Court digest: Major environment hearings of the week (May 25-31)

Down To Earth brings you the top environmental cases heard in the Supreme Court, the high courts and the National Green Tribunal

By DTE Staff
Published: Saturday 01 June 2019
Photo: Getty Images
Photo: Getty Images Photo: Getty Images

Central Monitoring Committee for forest fires to be expanded

On May 28, 2019, the National Green Tribunal (NGT) directed that changes be made in the Central Monitoring Committee on forest fires to develop a robust institutional mechanism for the implementation of the National Action Plan on Forest Fire (NPFF) in order to control increasing incidents of forest fire.  

The tribunal was hearing a plea filed by senior advocate Rajiv Dutta drawing its attention to the massive forest fires in hilly areas.

The tribunal said the committee should now be headed by the Secretary of the Union Ministry of Environment, Forest and Climate Change. It would meet once in three months and address all issues arising out of forest fires, including the effective implementation of the NAPFF.

The NGT also directed that a national level database was to be developed under the NAPFF for burnt area assessment, which should have standardised protocols and procedures to facilitate the reporting of the area affected and losses due to forest fires. The database is to be developed by the Indian Council of Forestry Research and Education, Dehradun in association with the Forest Survey of India and other institutions.

Manual and guidelines on operation of STPS soon

On May 28, 2019, the NGT directed that the recommendations suggested in a report by the Delhi Jal Board (DJB) and Delhi Pollution Control Committee (DPCC) on the operation of Sewage Treatment Plants (STPs) be carried out and a new report be furnished to the DPCC.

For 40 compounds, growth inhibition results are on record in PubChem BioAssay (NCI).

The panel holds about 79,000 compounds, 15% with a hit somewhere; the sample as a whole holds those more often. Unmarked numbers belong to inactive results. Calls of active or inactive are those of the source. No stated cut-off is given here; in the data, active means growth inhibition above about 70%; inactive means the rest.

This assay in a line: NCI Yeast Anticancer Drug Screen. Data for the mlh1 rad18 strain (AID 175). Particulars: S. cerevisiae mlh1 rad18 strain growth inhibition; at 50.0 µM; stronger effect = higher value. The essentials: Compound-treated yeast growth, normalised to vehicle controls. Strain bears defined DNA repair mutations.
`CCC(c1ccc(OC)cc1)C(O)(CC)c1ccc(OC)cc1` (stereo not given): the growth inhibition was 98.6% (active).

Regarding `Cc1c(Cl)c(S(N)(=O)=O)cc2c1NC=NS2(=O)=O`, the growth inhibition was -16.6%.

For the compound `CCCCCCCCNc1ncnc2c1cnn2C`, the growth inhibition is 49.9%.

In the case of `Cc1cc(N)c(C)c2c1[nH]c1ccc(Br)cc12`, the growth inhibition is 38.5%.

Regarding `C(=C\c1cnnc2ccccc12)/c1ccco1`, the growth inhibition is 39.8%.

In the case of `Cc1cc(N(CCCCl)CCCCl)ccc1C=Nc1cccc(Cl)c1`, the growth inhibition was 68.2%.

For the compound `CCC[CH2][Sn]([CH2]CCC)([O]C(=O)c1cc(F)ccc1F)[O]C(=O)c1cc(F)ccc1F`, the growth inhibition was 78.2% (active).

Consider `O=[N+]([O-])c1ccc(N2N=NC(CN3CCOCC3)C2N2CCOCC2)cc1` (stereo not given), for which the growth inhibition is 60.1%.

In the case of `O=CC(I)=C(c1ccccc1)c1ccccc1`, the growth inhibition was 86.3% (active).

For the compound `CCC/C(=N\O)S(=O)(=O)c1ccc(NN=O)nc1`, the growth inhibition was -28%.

The report in question had said there were deficiencies in the operation of STPs near Delhi’s Mayur Vihar, which led to the release of hazardous gases. The measures suggested by the report include components of STPs being kept in operational condition so that chances of anaerobic process were minimal, effective odour control mechanisms and plantation towards the residential areas.

The NGT also directed the Central Public Health Environmental Engineering Organization of the Union Ministry of Housing and Urban Affairs to bring out guidelines and a manual on the operations and maintenance of STPs. These are to be brought out within three months.

Carrying capacity assessment of geographically fragile areas of Himachal still not completed

On May 28, 2019, the NGT gave more time to the Himachal Pradesh government to take effective steps on completing the carrying capacity assessment of the ecologically sensitive and geographically fragile areas in the state.

On September 19, 2018, the degradation of Kullu and Manali in terms of air and water pollution as well as the encroachment of forest lands and construction in the flood plains of the Beas and Ravi rivers had first come up for hearing before the NGT.